Ali Bouhouch, CTO & VP of Enterprise Architecture of SEPHORA talked in his APIdays session about the “Anatomy of an API Transformation Journey”, starting with early experimentations with isolated projects, to standardizing on an API Management Platform to using APIs to drive AI/ML adoption throughout the enterprise.
What are the drivers of your API strategy?
API is not something new, but the way to build them has changed. What we see now is a multiplication of collaborative APIs. Our drivers are the business needs to innovate, to stay relevant by introducing new products and services, with speed through short development cycles to gain first mover advantage, agility in the form of a sustainable flexibility and responsiveness in the face of constant change. Because the only constant is change, and in a world of change the old models do not work. Share and monetize digital assets (data, business logic, algorithms and models) make them valuable for your business, and API is a way to shrink digital assets to make them usable.
What were the first steps and ground rules of your API journey?
Our API journey started with internal APIs for enterprise reuse. We also wanted to make sure data is used with integrity, synchronized, synched. And to offer consistent experience for customers across channels, because customers don’t like to be confused. We also wanted to change the way we do software development, to simplify dev and testing (stop long regression tests), ease deployment, and enable monitoring. Managing technology complexity is also increasingly important and operating more efficiently. This needs to be applied to more than just POCs or IT initiatives and it implies to better leverage external partners for scale and innovation. That is why you need to expose your digital assets as APIs.
What is the current state of APIzation at Sephora?
We now expose 50 API and have set up API management, with Apigee (then a small company, now part of Google). APIs now make it easier to drive scale and collaboration with our partners, for instance to include electronic signature, and to accelerate our time to market. In fact, the first steps for the creation of APIs is with the contracts, this makes it easier because everyone works from its shop and monetize its digital assets, make its data available for monetary value. The next step is to build an API ecosystem, with open API (robust, mature, highly secure) to drive a different level of innovation.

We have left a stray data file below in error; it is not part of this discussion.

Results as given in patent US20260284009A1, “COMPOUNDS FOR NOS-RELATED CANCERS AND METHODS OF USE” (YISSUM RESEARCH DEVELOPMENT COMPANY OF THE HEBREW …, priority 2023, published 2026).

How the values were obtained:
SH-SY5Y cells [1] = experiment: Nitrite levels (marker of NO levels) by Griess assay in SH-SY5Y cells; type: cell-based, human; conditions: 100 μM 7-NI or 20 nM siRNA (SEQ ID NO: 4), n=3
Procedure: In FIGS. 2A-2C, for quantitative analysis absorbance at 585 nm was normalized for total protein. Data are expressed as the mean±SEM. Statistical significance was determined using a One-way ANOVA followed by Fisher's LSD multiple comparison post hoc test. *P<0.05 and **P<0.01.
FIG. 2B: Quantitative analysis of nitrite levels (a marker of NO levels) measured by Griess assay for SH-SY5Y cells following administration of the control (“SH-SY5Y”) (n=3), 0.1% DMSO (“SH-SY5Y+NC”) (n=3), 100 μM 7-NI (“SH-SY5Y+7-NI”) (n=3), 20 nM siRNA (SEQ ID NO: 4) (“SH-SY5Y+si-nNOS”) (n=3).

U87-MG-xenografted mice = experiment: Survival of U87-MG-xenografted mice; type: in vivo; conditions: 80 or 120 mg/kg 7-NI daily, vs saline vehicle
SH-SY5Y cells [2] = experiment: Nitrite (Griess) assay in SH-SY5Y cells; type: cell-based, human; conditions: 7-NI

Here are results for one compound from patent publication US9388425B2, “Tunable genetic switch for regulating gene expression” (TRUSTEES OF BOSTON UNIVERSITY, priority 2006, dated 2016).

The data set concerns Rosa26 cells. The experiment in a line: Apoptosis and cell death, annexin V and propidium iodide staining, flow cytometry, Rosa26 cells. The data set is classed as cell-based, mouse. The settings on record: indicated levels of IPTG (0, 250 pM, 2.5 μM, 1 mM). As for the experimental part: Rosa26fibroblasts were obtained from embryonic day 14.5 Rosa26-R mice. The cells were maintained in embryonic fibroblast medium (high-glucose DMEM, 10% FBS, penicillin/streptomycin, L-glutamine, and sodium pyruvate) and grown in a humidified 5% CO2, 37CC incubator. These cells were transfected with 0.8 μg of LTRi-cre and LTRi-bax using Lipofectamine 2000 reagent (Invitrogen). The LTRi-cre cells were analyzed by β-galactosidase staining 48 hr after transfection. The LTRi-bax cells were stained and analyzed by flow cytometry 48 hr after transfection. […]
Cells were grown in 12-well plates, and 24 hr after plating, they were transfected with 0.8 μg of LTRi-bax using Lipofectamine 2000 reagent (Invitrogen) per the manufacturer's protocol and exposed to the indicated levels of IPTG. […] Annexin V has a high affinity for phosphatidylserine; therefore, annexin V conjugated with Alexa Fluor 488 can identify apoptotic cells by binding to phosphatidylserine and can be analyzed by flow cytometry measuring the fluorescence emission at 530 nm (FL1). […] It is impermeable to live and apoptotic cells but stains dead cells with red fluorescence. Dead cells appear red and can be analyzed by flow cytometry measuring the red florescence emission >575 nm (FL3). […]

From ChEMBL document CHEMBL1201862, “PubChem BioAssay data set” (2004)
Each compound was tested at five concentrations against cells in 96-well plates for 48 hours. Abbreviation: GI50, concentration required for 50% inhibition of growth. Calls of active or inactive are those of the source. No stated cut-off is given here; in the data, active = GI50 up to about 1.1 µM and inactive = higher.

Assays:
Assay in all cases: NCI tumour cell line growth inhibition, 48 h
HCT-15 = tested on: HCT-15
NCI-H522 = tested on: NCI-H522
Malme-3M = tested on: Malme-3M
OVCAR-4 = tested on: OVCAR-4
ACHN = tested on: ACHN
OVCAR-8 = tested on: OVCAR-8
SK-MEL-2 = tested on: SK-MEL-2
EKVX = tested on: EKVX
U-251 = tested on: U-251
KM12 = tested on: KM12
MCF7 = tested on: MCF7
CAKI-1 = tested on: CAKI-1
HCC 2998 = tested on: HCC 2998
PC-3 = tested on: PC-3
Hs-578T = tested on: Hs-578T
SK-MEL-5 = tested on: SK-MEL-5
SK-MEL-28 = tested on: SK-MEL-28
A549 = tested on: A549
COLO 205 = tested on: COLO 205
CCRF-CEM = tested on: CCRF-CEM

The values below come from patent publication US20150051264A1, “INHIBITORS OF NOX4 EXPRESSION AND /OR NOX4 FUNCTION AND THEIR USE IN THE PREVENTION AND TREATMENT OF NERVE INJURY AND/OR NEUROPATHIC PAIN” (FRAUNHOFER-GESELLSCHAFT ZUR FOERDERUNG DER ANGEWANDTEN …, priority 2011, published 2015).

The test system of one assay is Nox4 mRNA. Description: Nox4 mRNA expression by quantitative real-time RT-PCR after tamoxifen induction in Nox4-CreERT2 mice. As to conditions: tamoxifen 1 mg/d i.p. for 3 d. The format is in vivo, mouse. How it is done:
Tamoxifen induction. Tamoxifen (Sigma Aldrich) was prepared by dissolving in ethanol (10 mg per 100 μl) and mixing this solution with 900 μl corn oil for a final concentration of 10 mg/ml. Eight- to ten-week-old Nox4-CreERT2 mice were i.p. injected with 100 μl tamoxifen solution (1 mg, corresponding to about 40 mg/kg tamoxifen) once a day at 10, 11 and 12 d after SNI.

What are the challenges to the adoption of APIs?
It is important to adopt a new mindset, be patient and persistent. You need new skill sets, and to think about what is behind the API, the services. For instance, skills for service design at the granular level, scalable, and at the interface level. You also need to think about “contracts” first for SOA and microservices. And do not underestimate the importance of DevOps for the separation of concerns, meaning you want to separate service development and security. So be open to work in cross disciplinary teams. You also need an API management platform, service mesh, automated CI/CD pipeline (continuous integration / delivery). You will have to think how to do product management differently. One useful book I recommend for this is “API product management” by Andrea Zulian and Amancio Bouza.
What are the good questions to ask to build an API strategy?
To do API well, spend time to build your strategy. Ask fundamental questions like “Why use API in my organisation ? With my ecosystem ? What is the desired outcome : agility, speed, collaboration ? And how do I bring EVERYBODY along ? How do I do change management ?”
Because it is not just a technology change but a people change. You need to have people to manage change to not let people behind and finish this journey alone. Start very small, fail fast, rest and repeat ! And build your ecosystem. APIs make sense only with an ecosystem. Look for API champions in your ecosystem. Cultivate partnerships with API and platform leaders, sponsor community events and hackathons. Don’t do this journey on your own. As an example, at Sephora we did one hackathon, and in two days we had treated three fundamental problems, and the way people used our APIs amazed us.
Written by Séverine Godet
This article first appeared on Medium.